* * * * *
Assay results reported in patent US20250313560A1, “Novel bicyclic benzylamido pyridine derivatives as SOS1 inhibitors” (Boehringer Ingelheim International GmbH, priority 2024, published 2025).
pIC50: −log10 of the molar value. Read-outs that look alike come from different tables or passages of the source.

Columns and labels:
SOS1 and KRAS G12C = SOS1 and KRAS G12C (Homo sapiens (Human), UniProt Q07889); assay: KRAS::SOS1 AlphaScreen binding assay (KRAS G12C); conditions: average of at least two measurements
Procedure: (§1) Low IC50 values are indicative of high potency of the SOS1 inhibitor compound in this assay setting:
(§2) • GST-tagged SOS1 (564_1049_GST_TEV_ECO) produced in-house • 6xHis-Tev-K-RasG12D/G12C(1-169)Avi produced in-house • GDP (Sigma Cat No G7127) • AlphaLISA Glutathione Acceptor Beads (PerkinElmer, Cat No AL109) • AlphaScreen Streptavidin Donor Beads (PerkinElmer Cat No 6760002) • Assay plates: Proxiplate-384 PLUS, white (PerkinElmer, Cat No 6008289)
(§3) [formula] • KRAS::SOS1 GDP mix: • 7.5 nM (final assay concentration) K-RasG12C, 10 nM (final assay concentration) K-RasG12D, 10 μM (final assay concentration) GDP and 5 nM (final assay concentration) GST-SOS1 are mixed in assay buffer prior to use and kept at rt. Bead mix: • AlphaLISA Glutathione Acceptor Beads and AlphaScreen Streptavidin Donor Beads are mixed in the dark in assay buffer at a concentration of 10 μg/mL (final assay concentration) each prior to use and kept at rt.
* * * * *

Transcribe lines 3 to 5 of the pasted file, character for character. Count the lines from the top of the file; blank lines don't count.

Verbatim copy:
Columns and labels:
SOS1 and KRAS G12C = SOS1 and KRAS G12C (Homo sapiens (Human), UniProt Q07889); assay: KRAS::SOS1 AlphaScreen binding assay (KRAS G12C); conditions: average of at least two measurements
Procedure: (§1) Low IC50 values are indicative of high potency of the SOS1 inhibitor compound in this assay setting: